It’s four in the morning. Six or so people left. Somebody’s got an out-of-tune Epiphone, DR-100, somebody else a spare snare drum. Ivory billows rise out of bongs, tumble from mouths. Copious jamming, impromptu sing-alongs. “We should start a band,” someone says. Everyone echoes this. At sunrise, it’s all but forgotten. Not so with The Memories, who sound as if they recorded the Love is the Law’s lo-fi chill-pop that night, pressed it the next morning, and went on tour that afternoon.
This, of course, isn’t the case. Love is the Law was recorded in hallways and bedrooms between 2010 and 2012, presumably whenever its band members weren’t shrieking across stages as punk collective White Fang. And beneath its rickety appearance, those years of work are evident in the fabric of songs like the rollicking “En Espanol” and “Time”, which evoke the breezier cuts of Velvet Underground’s Nico-era. In fact, the whole record feels indebted to bygone eras. Lyrics about texting and Star Trek sound anachronistic against all the sepia-toned licks and sunny Beach Boy harmonies.
For all its pleasures, though, Love is the Law feels a bit overstuffed at 17 tracks. That said, the album packs a surprising amount of variety if you stick around. In between a string of gauzy strummers you’ll find gems like the Men Without Hats-aping “You Need a Big Man” or “Blow My Mind”, wherein schlubby singer Rikky Gage coos, “It’s not easy being cute and popular.” Wistful instrumental “Cherry”, on the other hand, somehow channels “Last Kiss” levels of teenage melancholy in just over two minutes.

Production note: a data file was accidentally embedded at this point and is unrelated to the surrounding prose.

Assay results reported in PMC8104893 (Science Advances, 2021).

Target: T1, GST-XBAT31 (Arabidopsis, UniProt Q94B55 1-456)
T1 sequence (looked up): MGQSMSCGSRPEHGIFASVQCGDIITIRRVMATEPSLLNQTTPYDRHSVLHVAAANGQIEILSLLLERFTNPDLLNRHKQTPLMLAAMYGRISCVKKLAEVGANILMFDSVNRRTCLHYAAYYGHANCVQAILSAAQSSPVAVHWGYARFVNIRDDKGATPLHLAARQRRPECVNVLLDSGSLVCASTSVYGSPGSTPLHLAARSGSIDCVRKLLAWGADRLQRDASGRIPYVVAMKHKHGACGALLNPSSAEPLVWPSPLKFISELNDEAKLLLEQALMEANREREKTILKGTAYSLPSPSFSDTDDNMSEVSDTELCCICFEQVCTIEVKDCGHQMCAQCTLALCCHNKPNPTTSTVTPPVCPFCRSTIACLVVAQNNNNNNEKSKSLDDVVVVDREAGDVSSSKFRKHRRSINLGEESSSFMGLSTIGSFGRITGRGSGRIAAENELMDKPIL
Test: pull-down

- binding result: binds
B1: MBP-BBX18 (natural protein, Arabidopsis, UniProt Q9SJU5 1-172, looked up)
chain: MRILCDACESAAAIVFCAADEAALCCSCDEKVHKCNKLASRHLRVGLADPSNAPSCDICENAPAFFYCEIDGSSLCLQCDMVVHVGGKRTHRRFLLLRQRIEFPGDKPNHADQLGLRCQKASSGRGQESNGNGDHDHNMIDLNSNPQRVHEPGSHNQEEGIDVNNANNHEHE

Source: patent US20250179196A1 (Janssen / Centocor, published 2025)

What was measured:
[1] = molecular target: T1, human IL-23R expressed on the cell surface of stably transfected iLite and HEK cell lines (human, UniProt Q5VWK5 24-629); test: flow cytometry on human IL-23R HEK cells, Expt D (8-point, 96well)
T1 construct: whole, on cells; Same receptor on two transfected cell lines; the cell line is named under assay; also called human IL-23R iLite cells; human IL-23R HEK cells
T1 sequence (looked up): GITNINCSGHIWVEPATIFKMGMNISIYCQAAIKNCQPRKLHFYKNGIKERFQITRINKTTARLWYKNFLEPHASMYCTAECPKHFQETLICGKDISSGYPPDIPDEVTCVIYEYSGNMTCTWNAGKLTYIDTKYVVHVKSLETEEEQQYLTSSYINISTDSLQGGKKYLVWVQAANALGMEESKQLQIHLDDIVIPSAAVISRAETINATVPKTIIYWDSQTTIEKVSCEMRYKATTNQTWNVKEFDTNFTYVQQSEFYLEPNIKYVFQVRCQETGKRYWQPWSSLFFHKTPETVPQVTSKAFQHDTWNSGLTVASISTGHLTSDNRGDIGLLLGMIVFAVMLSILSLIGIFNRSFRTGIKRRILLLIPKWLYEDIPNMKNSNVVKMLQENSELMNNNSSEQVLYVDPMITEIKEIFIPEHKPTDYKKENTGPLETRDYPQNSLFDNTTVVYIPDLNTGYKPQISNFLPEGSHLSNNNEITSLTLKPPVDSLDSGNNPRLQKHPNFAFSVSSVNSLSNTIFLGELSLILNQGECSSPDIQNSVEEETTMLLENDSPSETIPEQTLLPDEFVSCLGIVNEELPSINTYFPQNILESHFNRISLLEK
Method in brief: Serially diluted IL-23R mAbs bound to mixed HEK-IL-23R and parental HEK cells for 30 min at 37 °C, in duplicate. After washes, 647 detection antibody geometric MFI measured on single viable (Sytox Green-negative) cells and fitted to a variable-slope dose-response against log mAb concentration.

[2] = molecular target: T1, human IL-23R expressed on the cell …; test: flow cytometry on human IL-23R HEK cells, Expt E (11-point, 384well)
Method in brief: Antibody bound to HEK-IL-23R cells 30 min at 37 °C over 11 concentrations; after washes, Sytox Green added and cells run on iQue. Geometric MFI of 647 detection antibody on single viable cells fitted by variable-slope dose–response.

“We want people to hear these songs and remember their exes,” Gage said of the record, “We want people to remember things and smile.” The Memories aren’t plumbing the depths here. They’re conjuring the simple things: a first kiss, a lazy Sunday morning, a group of friends strumming guitars at four in the morning.
Essential Tracks: “You Need a Big Man”, “Time”, “Blow My Mind”.